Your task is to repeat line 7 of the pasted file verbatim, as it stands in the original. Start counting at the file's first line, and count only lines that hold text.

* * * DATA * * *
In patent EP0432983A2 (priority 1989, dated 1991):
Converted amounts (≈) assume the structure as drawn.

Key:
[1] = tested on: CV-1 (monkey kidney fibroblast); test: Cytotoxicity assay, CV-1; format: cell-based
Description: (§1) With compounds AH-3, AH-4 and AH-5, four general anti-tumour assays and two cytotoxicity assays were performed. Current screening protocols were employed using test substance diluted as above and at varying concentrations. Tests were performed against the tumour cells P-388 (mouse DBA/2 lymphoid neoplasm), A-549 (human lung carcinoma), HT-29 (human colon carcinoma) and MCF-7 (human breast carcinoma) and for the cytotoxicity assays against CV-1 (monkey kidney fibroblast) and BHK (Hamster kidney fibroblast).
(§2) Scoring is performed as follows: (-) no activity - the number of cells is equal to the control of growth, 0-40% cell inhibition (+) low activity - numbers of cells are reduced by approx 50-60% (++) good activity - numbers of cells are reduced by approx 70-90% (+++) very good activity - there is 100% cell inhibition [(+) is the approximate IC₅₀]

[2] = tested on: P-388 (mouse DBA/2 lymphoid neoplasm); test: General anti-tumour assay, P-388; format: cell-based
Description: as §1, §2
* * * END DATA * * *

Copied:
[2] = tested on: P-388 (mouse DBA/2 lymphoid neoplasm); test: General anti-tumour assay, P-388; format: cell-based